's 2019 Horror Write-off:

Deadly Memes

Submitted by Anonymous Anomaly

“He’s here.”

The men tried to shush her, but it wouldn’t work.

“He’s here, he’s here, he’s here,” she repeated in frenzied terror. “He’s he-”

As suddenly as she started, she stopped and slumped over. The man they nicknamed “Brick” bent down and put his fingers to her wrist. The slight nod was all they needed to see.

The rail thin man they called “Cutter” swore under his breath. This was bad. This was very bad. He had no illusions that the situation was a coincidence. Someone or something had orchestrated this. Something had wanted to show one dying human to a group.

“Search the room. Search the house. Search everything.” Cutter glanced at different squadrons of men as he spoke and they moved as a single force. Cutter himself strode through the front door, weapon at the ready. The woman’s house had relatively simple furnishings. An austere table took up most of the kitchen. A wilted flower leaned against some drapery. A tilted picture of a man with a gun hung from the ceiling.

Well that’s odd, Cutter thought.

The man in the frame wasn’t anyone he recognized, but even he knew a deep fried meme when he saw it. The person’s eyes were like miniature suns, and his low-quality grimace unmistakable as he pointed a gun directly at the viewer. Cutter had seen his fair share of similar clones from his children. He could almost imagine the superimposed “delet this” pasted at the bottom. The picture had a little signature, but its scrawl was hard to read. Cutter moved as close as he would allow himself to, and saw that the signature said “Dr. Kill.”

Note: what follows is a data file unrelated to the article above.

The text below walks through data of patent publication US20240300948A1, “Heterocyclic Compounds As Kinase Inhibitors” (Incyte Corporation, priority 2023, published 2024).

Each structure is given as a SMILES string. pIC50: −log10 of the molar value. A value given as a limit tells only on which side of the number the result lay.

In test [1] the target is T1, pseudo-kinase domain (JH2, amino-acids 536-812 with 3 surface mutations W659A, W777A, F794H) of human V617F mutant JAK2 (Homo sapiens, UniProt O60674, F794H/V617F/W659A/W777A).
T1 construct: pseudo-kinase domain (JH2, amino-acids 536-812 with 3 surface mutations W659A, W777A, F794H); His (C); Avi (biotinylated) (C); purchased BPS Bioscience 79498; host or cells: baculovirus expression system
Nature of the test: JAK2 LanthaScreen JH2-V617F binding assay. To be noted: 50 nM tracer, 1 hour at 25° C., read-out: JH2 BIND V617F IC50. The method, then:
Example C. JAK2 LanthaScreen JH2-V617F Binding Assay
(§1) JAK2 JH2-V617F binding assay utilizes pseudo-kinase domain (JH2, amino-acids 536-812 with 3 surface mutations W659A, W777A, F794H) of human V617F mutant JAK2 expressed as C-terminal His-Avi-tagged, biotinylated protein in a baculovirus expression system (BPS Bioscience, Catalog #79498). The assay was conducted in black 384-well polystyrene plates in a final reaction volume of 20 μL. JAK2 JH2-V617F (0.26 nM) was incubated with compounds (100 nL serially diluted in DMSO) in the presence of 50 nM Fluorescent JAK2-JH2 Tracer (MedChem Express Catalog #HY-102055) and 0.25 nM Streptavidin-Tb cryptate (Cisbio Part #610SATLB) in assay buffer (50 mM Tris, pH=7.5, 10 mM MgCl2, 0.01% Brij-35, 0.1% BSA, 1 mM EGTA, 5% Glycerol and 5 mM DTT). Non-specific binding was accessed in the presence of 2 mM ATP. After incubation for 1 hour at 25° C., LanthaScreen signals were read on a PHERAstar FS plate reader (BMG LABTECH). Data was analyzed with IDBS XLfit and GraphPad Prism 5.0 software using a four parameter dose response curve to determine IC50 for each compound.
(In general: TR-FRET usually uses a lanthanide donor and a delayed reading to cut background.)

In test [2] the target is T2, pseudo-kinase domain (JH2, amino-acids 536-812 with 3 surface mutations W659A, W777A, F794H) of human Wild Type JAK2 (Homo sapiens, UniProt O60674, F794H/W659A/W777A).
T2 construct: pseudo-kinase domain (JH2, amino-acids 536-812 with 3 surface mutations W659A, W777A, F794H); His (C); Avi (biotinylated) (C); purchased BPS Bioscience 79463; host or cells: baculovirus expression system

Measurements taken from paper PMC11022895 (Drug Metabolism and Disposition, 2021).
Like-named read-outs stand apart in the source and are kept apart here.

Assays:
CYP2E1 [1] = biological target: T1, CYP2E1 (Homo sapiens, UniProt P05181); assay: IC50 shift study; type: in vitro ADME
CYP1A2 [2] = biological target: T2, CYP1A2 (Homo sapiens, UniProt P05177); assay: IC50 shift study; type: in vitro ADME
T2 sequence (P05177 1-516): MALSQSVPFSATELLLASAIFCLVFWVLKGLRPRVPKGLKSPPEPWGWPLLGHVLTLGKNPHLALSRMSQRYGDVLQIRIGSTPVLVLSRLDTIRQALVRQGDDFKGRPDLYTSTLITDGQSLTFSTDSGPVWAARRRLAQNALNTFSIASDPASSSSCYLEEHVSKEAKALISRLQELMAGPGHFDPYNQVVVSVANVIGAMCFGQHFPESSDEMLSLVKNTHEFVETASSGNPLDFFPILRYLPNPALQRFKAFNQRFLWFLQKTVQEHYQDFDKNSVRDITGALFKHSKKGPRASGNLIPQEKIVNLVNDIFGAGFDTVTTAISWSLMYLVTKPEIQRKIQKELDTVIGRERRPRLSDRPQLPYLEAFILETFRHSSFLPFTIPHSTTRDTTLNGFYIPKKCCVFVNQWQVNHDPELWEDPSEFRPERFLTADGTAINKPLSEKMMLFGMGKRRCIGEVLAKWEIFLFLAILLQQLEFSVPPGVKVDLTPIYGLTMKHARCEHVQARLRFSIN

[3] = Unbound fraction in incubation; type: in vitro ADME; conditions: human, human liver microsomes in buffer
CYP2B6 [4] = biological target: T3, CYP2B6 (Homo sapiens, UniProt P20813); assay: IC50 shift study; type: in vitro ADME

A wave of something approaching trepidation passed through him. He never cared much for memes, or really any sort of joke. His world revolved primarily around what he could understand, the orders he could give, and the people who would follow them. But something about this seemed very important. Important and impossibly elusive. Cutter imagined he would die without ever know the significance, and was suddenly concerned with his own mortality.

“Boss, you should see this,” came a call from another room. He didn’t miss a beat. That wasn’t the kind of man he was.

One of the men gesticulated in the direction of a laptop. “Still running. The battery’s only at 98%. Reckon she was using it not 5 minutes ago.” The screen was open to a social media application he recognized, but he didn’t even bother. It was only more memes, more jokes he wouldn’t understand. Something about the situation nagged him, but it always did. This wasn’t his first rodeo.

“The last text she recieved was this one, right here.” He gesticulated to a smiling emoji in a cowboy hat. “Looks like a server of sorts. It’s only been about four minutes.” Pride was evident in the man’s voice. He was clearly pleased to have been so accurate with his initial prediction. And yet there was something very off.

“Mortar, did you always have a Texan accent?”

The man looked up from the screen, and for a moment something bright yellow flashed across his corneas. “Why, I don’t rightly know what you mean, p-p-p-par-p-”

Mortar never finished his sentence.